BERLIN -- Chancellor Angela Merkel is seeking to stiffen German resolve on Brexit, singling out the car industry as vulnerable to any British attempt to strike market-access deals ahead of the U.'s exit from the European Union.
In a closed-door meeting with German lawmakers, Merkel said some industries might press for such accords with the UK government and that political leaders should oppose them, according to two people who attended.
In particular, allowing UK banks to do business in the EU in return for Britain granting market access to European carmakers is a non-starter, Merkel was quoted as saying by the people, who asked not to be identified because the meeting was private.
The comments are the most specific signal yet of German concern that Prime Minister Theresa May's government might try to sidestep the other 27 EU governments and seek sector-by-sector advantages before Brexit talks have even begun.
As Merkel seeks to enforce the EU's insistence on a package deal, some ministries in Berlin earlier instructed officials to avoid back-door contacts with U.K. counterparts for the same reason.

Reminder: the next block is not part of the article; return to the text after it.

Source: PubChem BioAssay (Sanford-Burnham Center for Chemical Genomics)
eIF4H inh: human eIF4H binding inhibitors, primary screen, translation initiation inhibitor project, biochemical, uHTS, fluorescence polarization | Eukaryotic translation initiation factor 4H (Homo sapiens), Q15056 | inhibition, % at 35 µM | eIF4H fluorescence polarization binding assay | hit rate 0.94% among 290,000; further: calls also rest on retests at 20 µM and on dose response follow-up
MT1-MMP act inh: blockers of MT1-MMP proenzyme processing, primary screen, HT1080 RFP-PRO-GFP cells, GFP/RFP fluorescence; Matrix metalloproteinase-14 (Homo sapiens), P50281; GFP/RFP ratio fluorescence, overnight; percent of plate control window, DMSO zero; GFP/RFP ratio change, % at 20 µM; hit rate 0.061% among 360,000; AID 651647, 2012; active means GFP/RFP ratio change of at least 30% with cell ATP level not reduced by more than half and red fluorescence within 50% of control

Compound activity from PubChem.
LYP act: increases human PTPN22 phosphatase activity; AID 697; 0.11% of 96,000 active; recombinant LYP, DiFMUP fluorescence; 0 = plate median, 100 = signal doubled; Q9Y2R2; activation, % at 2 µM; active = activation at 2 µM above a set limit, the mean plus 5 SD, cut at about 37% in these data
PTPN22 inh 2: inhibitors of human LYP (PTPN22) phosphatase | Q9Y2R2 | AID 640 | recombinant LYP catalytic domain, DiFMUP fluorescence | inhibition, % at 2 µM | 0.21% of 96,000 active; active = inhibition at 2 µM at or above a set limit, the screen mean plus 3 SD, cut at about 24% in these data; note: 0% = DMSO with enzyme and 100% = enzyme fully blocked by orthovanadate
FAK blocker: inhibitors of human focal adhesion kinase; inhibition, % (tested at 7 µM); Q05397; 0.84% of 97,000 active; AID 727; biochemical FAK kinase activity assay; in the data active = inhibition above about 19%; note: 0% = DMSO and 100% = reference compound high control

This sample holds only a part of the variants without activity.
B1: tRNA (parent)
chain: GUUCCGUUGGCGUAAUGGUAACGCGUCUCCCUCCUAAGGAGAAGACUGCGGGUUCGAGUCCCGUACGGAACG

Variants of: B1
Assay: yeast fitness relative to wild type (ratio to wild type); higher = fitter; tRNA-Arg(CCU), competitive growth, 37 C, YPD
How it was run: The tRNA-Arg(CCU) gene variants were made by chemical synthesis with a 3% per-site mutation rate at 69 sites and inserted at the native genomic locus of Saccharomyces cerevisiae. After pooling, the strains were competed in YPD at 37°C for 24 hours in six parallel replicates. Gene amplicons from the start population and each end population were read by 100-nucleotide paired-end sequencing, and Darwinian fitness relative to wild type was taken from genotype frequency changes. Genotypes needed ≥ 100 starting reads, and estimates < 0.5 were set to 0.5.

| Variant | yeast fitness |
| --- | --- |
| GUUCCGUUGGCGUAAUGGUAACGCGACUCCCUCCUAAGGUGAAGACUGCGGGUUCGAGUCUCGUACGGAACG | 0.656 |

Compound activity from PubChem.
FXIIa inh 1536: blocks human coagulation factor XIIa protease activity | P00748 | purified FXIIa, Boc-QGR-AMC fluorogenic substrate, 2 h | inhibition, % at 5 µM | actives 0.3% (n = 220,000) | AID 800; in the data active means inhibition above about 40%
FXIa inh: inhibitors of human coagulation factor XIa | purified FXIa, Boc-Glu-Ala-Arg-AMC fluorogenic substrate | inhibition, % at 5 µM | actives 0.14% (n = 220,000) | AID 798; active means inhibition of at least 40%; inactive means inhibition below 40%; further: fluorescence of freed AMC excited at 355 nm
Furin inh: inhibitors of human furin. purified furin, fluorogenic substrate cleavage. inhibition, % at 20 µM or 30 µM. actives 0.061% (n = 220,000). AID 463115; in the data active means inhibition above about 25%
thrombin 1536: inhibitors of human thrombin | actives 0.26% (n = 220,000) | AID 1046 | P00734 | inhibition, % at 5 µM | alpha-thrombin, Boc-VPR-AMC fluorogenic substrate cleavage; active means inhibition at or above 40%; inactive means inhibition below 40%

"Merkel is rightly warning against special deals for individual industries," Heribert Hirte, a lawmaker in the chancellor's Christian Democratic Union, said in an interview. "We can't enable cherry picking."
A German government spokesman declined to comment on what Merkel told lawmakers in the meeting last week, saying her position on Brexit -- that the UK must accept the EU's free movement of people, capital, goods and services to have full market access -- is unchanged.
The UK government has underscored the auto industry's importance by giving assurances that persuaded Nissan Motor to keep investing in Britain while May tries to balance taking the country out of the EU with safeguarding investment and jobs. For Germany's auto industry, the stakes may be even bigger.
The UK produced 1.59 million passenger vehicles in 2015, including Toyota, Mini and Jaguar models. That compares with 5.56 million vehicles made in Germany by domestic manufacturers including Volkswagen, Porsche, Mercedes and BMW, according to figures from the European automakers association ACEA.
German passenger-car sales in the UK are expected to decline by 8 percent next year to about 2.4 million units, in part because of the weaker pound, according to the German VDA automobile manufacturers association. A Berlin-based spokesman for the group declined to comment on whether German automakers would back a sectoral deal.
"What's clear is that a 'hard Brexit' could have negative fallout for the Western European market as well as Britain in the medium and long term," Matthias Wissmann, the German car association's head, said on Dec. 2. "Right now, it's hard to predict where we're headed."